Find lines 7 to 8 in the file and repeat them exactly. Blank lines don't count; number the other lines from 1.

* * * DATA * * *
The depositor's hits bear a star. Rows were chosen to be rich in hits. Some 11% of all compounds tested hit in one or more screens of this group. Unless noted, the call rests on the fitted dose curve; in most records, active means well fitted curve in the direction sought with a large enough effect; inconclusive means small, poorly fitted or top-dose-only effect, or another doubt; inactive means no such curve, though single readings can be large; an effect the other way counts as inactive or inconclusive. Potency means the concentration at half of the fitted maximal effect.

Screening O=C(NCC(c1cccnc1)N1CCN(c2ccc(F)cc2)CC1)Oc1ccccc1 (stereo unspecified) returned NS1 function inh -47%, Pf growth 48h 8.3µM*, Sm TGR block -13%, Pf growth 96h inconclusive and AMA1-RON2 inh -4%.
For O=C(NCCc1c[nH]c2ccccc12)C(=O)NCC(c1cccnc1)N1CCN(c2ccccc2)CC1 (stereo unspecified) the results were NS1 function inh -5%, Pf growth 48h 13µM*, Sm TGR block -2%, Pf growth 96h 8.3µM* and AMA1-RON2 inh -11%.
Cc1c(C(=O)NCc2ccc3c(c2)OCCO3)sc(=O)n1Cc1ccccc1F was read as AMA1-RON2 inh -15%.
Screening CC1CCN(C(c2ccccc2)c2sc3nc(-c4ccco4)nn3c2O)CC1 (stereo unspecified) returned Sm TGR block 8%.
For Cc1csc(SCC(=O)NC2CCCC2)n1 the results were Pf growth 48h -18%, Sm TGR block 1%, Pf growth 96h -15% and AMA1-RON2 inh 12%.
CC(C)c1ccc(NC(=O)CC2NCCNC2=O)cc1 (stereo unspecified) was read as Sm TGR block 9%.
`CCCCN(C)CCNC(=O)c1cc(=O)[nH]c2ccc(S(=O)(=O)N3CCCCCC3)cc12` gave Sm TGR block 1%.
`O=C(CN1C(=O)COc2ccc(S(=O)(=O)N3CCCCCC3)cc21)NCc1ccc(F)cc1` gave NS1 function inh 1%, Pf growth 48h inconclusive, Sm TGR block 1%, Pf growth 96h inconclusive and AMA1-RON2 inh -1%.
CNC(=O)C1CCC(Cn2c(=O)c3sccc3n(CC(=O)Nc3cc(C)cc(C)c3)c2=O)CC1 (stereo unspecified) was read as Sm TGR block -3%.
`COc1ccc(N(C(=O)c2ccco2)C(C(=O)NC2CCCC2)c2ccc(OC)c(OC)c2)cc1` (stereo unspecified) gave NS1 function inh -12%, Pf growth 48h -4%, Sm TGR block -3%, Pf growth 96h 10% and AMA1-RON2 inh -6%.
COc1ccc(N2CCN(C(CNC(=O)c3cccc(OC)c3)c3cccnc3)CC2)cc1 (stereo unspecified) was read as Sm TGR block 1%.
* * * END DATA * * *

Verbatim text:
CC(C)c1ccc(NC(=O)CC2NCCNC2=O)cc1 (stereo unspecified) was read as Sm TGR block 9%.
`CCCCN(C)CCNC(=O)c1cc(=O)[nH]c2ccc(S(=O)(=O)N3CCCCCC3)cc12` gave Sm TGR block 1%.